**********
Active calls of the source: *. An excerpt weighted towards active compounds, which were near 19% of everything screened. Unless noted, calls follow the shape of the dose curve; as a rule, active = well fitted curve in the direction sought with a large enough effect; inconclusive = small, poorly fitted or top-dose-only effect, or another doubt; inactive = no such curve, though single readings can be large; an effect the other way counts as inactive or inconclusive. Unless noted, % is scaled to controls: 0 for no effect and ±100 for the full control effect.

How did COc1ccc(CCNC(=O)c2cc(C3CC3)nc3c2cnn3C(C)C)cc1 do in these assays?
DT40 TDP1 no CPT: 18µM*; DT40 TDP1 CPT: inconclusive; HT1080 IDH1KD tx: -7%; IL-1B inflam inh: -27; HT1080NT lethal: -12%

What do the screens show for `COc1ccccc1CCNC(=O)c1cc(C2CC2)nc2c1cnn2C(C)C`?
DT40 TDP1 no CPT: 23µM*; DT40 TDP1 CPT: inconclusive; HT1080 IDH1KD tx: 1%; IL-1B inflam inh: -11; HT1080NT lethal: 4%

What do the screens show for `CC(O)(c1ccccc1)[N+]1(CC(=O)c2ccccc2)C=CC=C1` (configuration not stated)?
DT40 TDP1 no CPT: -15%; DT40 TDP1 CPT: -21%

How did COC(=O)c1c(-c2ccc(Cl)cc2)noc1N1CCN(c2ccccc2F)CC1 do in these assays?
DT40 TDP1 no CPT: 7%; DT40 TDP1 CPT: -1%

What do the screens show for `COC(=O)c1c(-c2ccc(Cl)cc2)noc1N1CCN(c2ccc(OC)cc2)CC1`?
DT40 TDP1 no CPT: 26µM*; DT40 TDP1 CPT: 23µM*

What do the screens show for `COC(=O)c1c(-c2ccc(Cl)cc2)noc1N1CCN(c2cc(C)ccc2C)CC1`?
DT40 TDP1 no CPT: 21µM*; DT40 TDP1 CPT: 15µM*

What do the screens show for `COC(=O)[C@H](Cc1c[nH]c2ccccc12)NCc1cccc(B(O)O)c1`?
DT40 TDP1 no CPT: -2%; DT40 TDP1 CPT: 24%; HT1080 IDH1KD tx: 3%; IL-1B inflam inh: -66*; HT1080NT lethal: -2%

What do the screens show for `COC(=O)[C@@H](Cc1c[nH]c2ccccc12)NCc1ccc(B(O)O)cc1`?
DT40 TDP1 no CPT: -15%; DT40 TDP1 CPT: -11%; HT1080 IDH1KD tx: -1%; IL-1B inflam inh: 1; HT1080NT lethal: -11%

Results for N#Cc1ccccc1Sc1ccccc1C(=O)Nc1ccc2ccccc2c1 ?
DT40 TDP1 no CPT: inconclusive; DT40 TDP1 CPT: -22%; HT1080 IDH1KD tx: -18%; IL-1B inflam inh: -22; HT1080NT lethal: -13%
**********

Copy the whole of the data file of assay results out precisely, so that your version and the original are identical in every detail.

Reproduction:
Active calls of the source: *. An excerpt weighted towards active compounds, which were near 19% of everything screened. Unless noted, calls follow the shape of the dose curve; as a rule, active = well fitted curve in the direction sought with a large enough effect; inconclusive = small, poorly fitted or top-dose-only effect, or another doubt; inactive = no such curve, though single readings can be large; an effect the other way counts as inactive or inconclusive. Unless noted, % is scaled to controls: 0 for no effect and ±100 for the full control effect.

How did COc1ccc(CCNC(=O)c2cc(C3CC3)nc3c2cnn3C(C)C)cc1 do in these assays?
DT40 TDP1 no CPT: 18µM*; DT40 TDP1 CPT: inconclusive; HT1080 IDH1KD tx: -7%; IL-1B inflam inh: -27; HT1080NT lethal: -12%

What do the screens show for `COc1ccccc1CCNC(=O)c1cc(C2CC2)nc2c1cnn2C(C)C`?
DT40 TDP1 no CPT: 23µM*; DT40 TDP1 CPT: inconclusive; HT1080 IDH1KD tx: 1%; IL-1B inflam inh: -11; HT1080NT lethal: 4%

What do the screens show for `CC(O)(c1ccccc1)[N+]1(CC(=O)c2ccccc2)C=CC=C1` (configuration not stated)?
DT40 TDP1 no CPT: -15%; DT40 TDP1 CPT: -21%

How did COC(=O)c1c(-c2ccc(Cl)cc2)noc1N1CCN(c2ccccc2F)CC1 do in these assays?
DT40 TDP1 no CPT: 7%; DT40 TDP1 CPT: -1%

What do the screens show for `COC(=O)c1c(-c2ccc(Cl)cc2)noc1N1CCN(c2ccc(OC)cc2)CC1`?
DT40 TDP1 no CPT: 26µM*; DT40 TDP1 CPT: 23µM*

What do the screens show for `COC(=O)c1c(-c2ccc(Cl)cc2)noc1N1CCN(c2cc(C)ccc2C)CC1`?
DT40 TDP1 no CPT: 21µM*; DT40 TDP1 CPT: 15µM*

What do the screens show for `COC(=O)[C@H](Cc1c[nH]c2ccccc12)NCc1cccc(B(O)O)c1`?
DT40 TDP1 no CPT: -2%; DT40 TDP1 CPT: 24%; HT1080 IDH1KD tx: 3%; IL-1B inflam inh: -66*; HT1080NT lethal: -2%

What do the screens show for `COC(=O)[C@@H](Cc1c[nH]c2ccccc12)NCc1ccc(B(O)O)cc1`?
DT40 TDP1 no CPT: -15%; DT40 TDP1 CPT: -11%; HT1080 IDH1KD tx: -1%; IL-1B inflam inh: 1; HT1080NT lethal: -11%

Results for N#Cc1ccccc1Sc1ccccc1C(=O)Nc1ccc2ccccc2c1 ?
DT40 TDP1 no CPT: inconclusive; DT40 TDP1 CPT: -22%; HT1080 IDH1KD tx: -18%; IL-1B inflam inh: -22; HT1080NT lethal: -13%